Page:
For decades the car audio aftermarket offered consumers the best possible sound and bang for the buck. But getting a high-end system installed in a car usually meant dropping several thousand dollars and waiting days or even weeks for the finished product to roll out of a stereo shop. Plus, the vehicle would likely be irrevocably altered, and the owner would have to deal with warranty issues and decide whether to rip the stereo out or sell it as is when it came time to part with the car.
While the aftermarket still offers the most flexibility and the absolute ultimate in sound quality, automakers' audio offerings have now ramped up to the point where the tables have turned. It's now possible to get great sound and better value from a stock stereo system. Although this applies across almost every vehicle segment, it's particularly relevant to luxury car shoppers.
Branded "premium" systems have been around since Bose first appeared in high-end GM cars almost 30 years ago, but the past few years have seen a proliferation of partnerships between luxury automakers and audio manufacturers. To find out how the best OEM audio brands compare, we gathered six vehicles with top-of-the-line systems and put them through a battery of listening tests over the course of several days. (For details on our methodology, check out "Sound Advice: How We Test Audio Systems.")
The cars and systems are listed below in descending order of how they ranked in the test. We used a scoring system in which one to 10 points were assigned in seven sound-quality categories: clarity, tonal balance, timbre, tonal accuracy, sound staging, imaging and dynamics. We then added the points and averaged them to determine a total and a winner.
In addition to musical tracks designed to expose flaws in a system's performance, we also used non-musical tracks to test for sound staging, imaging, linearity and absence of noise (all of the systems aced the last category). For systems that played DVD-Audio — as opposed to only offering simulated surround sound — we also judged surround attributes. Finally, although we did our critical listening while sitting still, we drove each vehicle on a loop that included freeways and surface streets to gauge sound quality while on the go.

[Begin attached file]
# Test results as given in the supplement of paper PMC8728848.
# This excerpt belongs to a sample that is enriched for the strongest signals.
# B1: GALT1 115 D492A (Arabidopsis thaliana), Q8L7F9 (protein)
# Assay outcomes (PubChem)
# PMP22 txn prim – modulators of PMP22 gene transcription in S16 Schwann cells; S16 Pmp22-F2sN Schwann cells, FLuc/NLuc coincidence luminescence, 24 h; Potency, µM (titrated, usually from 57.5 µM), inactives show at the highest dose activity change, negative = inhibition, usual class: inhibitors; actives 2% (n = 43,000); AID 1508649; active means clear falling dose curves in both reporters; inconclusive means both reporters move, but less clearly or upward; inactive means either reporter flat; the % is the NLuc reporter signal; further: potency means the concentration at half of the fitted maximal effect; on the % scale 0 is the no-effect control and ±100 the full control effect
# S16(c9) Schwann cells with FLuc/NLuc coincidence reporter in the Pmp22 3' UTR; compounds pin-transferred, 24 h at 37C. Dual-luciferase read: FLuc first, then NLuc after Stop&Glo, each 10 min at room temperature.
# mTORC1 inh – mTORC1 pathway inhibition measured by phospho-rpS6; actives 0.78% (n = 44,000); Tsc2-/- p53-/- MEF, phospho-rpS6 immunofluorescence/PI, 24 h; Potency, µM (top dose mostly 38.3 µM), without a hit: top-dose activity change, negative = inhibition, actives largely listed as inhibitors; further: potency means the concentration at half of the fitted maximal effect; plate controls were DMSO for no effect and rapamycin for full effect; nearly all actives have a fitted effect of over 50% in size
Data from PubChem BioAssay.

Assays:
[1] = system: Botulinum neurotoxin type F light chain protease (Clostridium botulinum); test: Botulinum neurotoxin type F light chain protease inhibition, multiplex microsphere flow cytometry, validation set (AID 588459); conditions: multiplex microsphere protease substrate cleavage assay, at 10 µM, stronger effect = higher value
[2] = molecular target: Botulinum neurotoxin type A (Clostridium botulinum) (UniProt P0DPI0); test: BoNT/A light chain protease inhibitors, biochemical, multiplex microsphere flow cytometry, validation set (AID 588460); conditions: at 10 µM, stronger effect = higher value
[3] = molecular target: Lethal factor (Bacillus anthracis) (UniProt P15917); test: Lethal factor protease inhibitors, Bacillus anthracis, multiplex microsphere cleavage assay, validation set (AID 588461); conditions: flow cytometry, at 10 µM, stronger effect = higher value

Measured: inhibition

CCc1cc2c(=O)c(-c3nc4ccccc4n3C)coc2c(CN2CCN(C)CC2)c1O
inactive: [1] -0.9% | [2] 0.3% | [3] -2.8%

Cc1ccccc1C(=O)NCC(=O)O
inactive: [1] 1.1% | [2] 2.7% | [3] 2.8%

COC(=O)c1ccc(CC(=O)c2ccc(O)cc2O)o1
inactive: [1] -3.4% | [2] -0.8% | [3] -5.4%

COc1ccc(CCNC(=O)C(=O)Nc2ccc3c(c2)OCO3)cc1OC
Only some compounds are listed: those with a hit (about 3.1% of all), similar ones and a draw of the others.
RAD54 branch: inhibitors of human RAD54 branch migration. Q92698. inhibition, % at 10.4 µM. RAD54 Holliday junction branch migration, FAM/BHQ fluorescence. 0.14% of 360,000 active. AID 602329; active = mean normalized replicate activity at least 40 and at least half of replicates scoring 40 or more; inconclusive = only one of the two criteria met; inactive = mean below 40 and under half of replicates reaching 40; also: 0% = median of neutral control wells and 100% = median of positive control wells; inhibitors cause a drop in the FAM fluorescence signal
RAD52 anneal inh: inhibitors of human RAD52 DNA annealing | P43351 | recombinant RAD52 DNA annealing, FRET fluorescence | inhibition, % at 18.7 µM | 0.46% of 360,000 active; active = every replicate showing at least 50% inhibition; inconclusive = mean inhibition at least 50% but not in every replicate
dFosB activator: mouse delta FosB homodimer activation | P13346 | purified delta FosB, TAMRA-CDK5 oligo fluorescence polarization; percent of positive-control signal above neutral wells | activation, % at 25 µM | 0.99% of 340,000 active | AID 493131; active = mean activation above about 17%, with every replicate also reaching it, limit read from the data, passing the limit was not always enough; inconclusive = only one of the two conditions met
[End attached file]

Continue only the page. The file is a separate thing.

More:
2010 Jaguar XFR/Bowers & Wilkins
The 2009 Jaguar XF launched with a 14-speaker, 440-watt Bowers & Wilkins audio system as a $1,875 option, and it's standard on the new supercharged 2010 XFR we tested. While the system is impressive and is one of the best available, we found it lacking in several key areas when compared to the rest of the group we tested.
The most obvious was clarity, and in particular distortion-free bass extension. With many of our test tracks, deep bass and strong midbass sounded boomy instead of tight. Timbre was also flawed, causing acoustic guitars and vocals to sound unnatural, while high-frequency sounds such as cymbals had a slight harshness. Dynamics were also dull, giving some of our tracks a lifeless quality.
Although the XFR had an expansive and deeply layered sound stage, imaging was substandard, causing vocals to be side-biased, which was confirmed by our non-musical test tracks. In addition to a stereo setting, the system also has a three-channel mode that further widens the sound stage and slightly improves imaging, as well as an additional Dolby ProLogic II setting, although the latter gave the music an artificial sound.
2010 Aston Martin DBS Volante/Bang & Olufsen
As a convertible supercar among a group of luxury sedans, the Aston Martin DBS Volante was the odd man out in this group. And with a sticker price of $282,500, it's more than seven times the price of the least expensive car in the test.